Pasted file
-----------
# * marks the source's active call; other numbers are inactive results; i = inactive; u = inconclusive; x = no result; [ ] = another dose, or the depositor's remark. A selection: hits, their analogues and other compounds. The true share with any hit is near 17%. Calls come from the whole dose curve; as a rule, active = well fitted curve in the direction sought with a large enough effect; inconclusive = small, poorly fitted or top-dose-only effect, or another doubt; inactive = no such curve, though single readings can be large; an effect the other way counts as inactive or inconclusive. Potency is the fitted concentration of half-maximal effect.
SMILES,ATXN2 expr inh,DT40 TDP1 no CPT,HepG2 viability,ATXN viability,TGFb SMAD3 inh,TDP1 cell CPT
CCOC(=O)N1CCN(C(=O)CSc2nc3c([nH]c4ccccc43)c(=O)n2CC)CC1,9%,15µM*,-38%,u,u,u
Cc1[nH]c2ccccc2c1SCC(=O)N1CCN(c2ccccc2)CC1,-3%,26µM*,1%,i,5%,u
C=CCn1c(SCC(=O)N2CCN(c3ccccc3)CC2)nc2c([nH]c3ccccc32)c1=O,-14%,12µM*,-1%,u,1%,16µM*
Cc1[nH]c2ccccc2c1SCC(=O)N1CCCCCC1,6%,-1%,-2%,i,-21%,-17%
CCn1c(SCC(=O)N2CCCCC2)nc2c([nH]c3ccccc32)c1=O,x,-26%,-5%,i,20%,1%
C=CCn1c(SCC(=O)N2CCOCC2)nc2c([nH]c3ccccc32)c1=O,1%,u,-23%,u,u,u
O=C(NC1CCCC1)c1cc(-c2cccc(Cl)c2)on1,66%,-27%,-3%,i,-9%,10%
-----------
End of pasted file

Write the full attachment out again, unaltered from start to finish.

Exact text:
# * marks the source's active call; other numbers are inactive results; i = inactive; u = inconclusive; x = no result; [ ] = another dose, or the depositor's remark. A selection: hits, their analogues and other compounds. The true share with any hit is near 17%. Calls come from the whole dose curve; as a rule, active = well fitted curve in the direction sought with a large enough effect; inconclusive = small, poorly fitted or top-dose-only effect, or another doubt; inactive = no such curve, though single readings can be large; an effect the other way counts as inactive or inconclusive. Potency is the fitted concentration of half-maximal effect.
SMILES,ATXN2 expr inh,DT40 TDP1 no CPT,HepG2 viability,ATXN viability,TGFb SMAD3 inh,TDP1 cell CPT
CCOC(=O)N1CCN(C(=O)CSc2nc3c([nH]c4ccccc43)c(=O)n2CC)CC1,9%,15µM*,-38%,u,u,u
Cc1[nH]c2ccccc2c1SCC(=O)N1CCN(c2ccccc2)CC1,-3%,26µM*,1%,i,5%,u
C=CCn1c(SCC(=O)N2CCN(c3ccccc3)CC2)nc2c([nH]c3ccccc32)c1=O,-14%,12µM*,-1%,u,1%,16µM*
Cc1[nH]c2ccccc2c1SCC(=O)N1CCCCCC1,6%,-1%,-2%,i,-21%,-17%
CCn1c(SCC(=O)N2CCCCC2)nc2c([nH]c3ccccc32)c1=O,x,-26%,-5%,i,20%,1%
C=CCn1c(SCC(=O)N2CCOCC2)nc2c([nH]c3ccccc32)c1=O,1%,u,-23%,u,u,u
O=C(NC1CCCC1)c1cc(-c2cccc(Cl)c2)on1,66%,-27%,-3%,i,-9%,10%